remote sensing


Physical Geography

Scientists at Plymouth Marine Laboratory (PML) in the UK, funded via the UK National Centre for Earth Observation, working with colleagues from France, have combined ocean-colour satellite data made available through ESA’s Climate Change Initiative with in situ measurements from Argo and new Bio-Argo floats, partially-funded by the UK Natural Environment Research Council, to work out how much energy is transported from the ocean’s surface down to the mesopelagic layer. They estimate that seasonal mixed layer pump moves around 300 million tonnes of carbon each year, which is a vital energy source for organisms living in the deep dark part of the ocean. Source: Plymouth Marine LaboratoryScientists at Plymouth Marine Laboratory (PML) in the UK, funded via the UK National Centre for Earth Observation, working with colleagues from France, have combined ocean-colour satellite data made available through ESA’s Climate Change Initiative with in situ measurements from Argo and new Bio-Argo floats, partially-funded by the UK Natural Environment Research Council, to work out how much energy is transported from the ocean’s surface down to the mesopelagic layer. They estimate that seasonal mixed layer pump moves around 300 million tonnes of carbon each year, which is a vital energy source for organisms living in the deep dark part of the ocean. Source: Plymouth Marine Laboratory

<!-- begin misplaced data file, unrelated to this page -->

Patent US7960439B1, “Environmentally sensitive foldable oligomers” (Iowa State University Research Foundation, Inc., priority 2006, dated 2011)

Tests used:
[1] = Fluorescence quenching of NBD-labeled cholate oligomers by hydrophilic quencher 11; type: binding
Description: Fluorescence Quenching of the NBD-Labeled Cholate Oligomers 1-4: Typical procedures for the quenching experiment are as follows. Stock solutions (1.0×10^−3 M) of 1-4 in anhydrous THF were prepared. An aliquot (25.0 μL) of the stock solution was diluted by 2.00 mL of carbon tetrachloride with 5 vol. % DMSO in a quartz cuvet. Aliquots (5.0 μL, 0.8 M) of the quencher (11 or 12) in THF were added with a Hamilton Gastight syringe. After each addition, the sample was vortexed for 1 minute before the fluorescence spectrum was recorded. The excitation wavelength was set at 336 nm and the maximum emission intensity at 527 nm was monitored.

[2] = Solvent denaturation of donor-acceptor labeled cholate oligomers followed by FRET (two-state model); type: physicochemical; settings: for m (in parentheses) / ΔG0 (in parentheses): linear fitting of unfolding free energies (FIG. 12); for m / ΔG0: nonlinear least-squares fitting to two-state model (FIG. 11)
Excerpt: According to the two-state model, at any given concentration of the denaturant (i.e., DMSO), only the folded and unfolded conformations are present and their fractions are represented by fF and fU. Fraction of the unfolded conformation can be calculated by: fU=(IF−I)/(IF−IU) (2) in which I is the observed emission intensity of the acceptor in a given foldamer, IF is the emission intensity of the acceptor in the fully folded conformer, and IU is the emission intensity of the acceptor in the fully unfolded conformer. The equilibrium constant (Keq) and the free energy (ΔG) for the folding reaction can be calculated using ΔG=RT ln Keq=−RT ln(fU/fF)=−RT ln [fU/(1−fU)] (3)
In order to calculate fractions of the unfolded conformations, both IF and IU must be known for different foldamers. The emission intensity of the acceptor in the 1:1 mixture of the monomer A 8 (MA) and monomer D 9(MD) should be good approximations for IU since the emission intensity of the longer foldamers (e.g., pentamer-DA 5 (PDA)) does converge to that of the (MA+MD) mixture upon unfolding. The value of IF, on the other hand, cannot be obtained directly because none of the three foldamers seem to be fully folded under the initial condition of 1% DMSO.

Satellites Delve into the Depths of One of the Earth’s Largest Ecosystems

Satellite imagery is helping marine scientists gain new understanding of ocean ecosystems. The mysterious ‘mesopelagic’ zone between 100m and 1000m is one of the Earth’s largest ecosystems, yet the source of much of its energy has only just been uncovered.

Human Geography

Comparison of land cover between 1968 Corona and 2006 Quickbird images is shown. The upper pair indicates increased tree extent and density (e.g. outlined in green) in undisturbed areas, reflecting positive response of vegetation to climate warming. The lower pair highlights the changes in thermokarst lakes between 1968 (a) and 2006 (b) without much human activity associated disturbance, indicating thawing permafrost that leads to underground drainage.Comparison of land cover between 1968 Corona and 2006 Quickbird images is shown. The upper pair indicates increased tree extent and density (e.g. outlined in green) in undisturbed areas, reflecting positive response of vegetation to climate warming. The lower pair highlights the changes in thermokarst lakes between 1968 (a) and 2006 (b) without much human activity associated disturbance, indicating thawing permafrost that leads to underground drainage. From Yu, Q., Epstein, H. E., Engstrom, R., Shiklomanov, N., & Strelestskiy, D. (2015).

Changes in Arctic Environments

Using remote sensing, a team of researchers is studying the fragile arctic environments of Northwest Siberia and how resource extraction and a warming climate affect vegetation, permafrost, and energy budgets.